How Joe Biden's executive orders are reversing Donald Trump's legacy

The new US president has had a prolific first day in office.

 

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On his first day in office, US President Joe Biden repudiated the key policies of Trumpism through 17 executive orders, proclamations and memorandums. Through these, he sought to reject isolationism and direct the administration towards racial equality, the environment and a less aggressive immigration policy.

Every president since George Washington has issued executive orders in their capacity as chief of the executive branch. Executive orders do not require the approval of Congress, and while they are mostly designed to direct federal policy, they can also be used to sway the political environment – as Barack Obama sought to do when he raised the minimum wage for federal workers in 2014.

Biden was more prolific than most, however, on his first day in the job. Donald Trump signed only one executive order, which addressed the Affordable Care Act, while Obama waited until the day after his inauguration to sign two. It took George W Bush until 29 January before signing his first.

[See also: Joe Biden’s inauguration speech was the angriest ever, according to sentiment analysis]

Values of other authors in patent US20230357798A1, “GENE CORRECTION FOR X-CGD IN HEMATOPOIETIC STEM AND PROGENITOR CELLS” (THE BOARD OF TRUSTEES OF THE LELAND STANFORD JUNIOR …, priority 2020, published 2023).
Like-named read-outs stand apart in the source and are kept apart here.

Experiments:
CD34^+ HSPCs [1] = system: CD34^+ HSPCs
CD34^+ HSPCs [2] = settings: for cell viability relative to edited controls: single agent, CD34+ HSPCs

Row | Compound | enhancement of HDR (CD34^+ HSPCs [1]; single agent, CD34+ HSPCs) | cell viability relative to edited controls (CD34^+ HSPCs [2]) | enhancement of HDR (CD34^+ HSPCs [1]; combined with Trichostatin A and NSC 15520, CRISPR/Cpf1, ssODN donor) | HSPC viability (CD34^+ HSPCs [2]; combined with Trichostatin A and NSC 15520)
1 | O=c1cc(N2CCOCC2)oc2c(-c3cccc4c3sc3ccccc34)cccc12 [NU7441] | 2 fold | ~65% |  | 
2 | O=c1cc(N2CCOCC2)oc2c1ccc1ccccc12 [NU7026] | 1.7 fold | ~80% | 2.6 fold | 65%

The new president faces vast challenges domestically, not least unifying a divided nation  but he still found time for international affairs. In a letter to the UN secretary general, Biden retracted Trump’s withdrawal from the World Health Organisation, asserting that the organisation “plays a crucial role” in fighting the pandemic. He also recommitted the US to the Paris Climate Agreement, which will be reassuring to the UK government who are hosting a successor to the Paris conference in November.

In the wake of the Black Lives Matter protests of 2020, racial equity is another issue at the forefront of the Biden administration’s focus. The president has declared that addressing inequity between different demographics will be a theme of his first budget and he has ordered a review into whether certain demographics face “systemic barriers” in accessing federal services.

[See also: Why Boris Johnson’s Conservatives will struggle to adapt to the Biden era]

To achieve these objectives, Biden has had to overturn a number of Trump’s executive orders, including Executive Order 13950, which effectively banned workplace inclusivity training that “promoted race or sex stereotyping or scapegoating”. The president also reaffirmed his commitment to transgender issues, noting that “transgender black Americans face unconscionably high levels of workplace discrimination, homelessness, and violence, including fatal violence”.

Regarding Covid, Biden has created a new Covid-19 Response Coordinator, Jeff Zients, who will be based in the White House and will oversee the production of PPE, vaccine distribution and the eventual re-opening of schools. Biden also re-established the Directorate on Global Health Security and Biodefense which Trump disbanded, as well as mandating masks and social distancing throughout the federal government.

In a symbolic end to the Trump era, funding for the wall on the border with Mexico has now been halted.

[See also: Joe Biden calls for unity in inaugural address]

Freddie Hayward is a graduate trainee at New Statesman Media Group. 

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